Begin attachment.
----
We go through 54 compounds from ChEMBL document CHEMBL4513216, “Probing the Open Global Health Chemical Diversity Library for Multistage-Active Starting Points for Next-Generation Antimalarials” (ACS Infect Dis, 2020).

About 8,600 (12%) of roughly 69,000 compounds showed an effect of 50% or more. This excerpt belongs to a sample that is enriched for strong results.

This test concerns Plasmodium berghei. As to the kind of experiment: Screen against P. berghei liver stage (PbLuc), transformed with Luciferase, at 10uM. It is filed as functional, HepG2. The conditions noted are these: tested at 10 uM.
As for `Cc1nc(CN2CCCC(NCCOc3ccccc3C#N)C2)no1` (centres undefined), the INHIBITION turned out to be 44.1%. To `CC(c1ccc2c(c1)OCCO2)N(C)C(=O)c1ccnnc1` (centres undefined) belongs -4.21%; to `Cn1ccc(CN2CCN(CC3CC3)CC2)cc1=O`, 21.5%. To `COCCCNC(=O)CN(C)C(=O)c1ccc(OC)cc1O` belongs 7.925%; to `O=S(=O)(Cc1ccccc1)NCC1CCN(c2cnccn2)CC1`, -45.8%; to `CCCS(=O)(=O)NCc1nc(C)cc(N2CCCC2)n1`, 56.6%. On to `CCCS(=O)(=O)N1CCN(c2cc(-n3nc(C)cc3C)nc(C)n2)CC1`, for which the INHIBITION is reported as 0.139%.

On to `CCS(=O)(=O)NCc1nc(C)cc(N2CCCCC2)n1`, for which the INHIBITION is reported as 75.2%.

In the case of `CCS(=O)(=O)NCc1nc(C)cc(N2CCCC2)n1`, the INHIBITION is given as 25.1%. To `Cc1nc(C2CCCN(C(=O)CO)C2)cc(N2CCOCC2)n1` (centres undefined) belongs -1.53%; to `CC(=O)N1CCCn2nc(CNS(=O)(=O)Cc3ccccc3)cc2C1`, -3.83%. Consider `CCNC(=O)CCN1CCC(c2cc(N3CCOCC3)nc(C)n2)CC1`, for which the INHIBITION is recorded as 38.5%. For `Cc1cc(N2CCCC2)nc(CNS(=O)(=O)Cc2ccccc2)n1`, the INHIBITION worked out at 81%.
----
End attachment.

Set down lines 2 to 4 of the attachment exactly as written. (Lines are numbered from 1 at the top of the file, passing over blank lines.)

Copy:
About 8,600 (12%) of roughly 69,000 compounds showed an effect of 50% or more. This excerpt belongs to a sample that is enriched for strong results.

This test concerns Plasmodium berghei. As to the kind of experiment: Screen against P. berghei liver stage (PbLuc), transformed with Luciferase, at 10uM. It is filed as functional, HepG2. The conditions noted are these: tested at 10 uM.
As for `Cc1nc(CN2CCCC(NCCOc3ccccc3C#N)C2)no1` (centres undefined), the INHIBITION turned out to be 44.1%. To `CC(c1ccc2c(c1)OCCO2)N(C)C(=O)c1ccnnc1` (centres undefined) belongs -4.21%; to `Cn1ccc(CN2CCN(CC3CC3)CC2)cc1=O`, 21.5%. To `COCCCNC(=O)CN(C)C(=O)c1ccc(OC)cc1O` belongs 7.925%; to `O=S(=O)(Cc1ccccc1)NCC1CCN(c2cnccn2)CC1`, -45.8%; to `CCCS(=O)(=O)NCc1nc(C)cc(N2CCCC2)n1`, 56.6%. On to `CCCS(=O)(=O)N1CCN(c2cc(-n3nc(C)cc3C)nc(C)n2)CC1`, for which the INHIBITION is reported as 0.139%.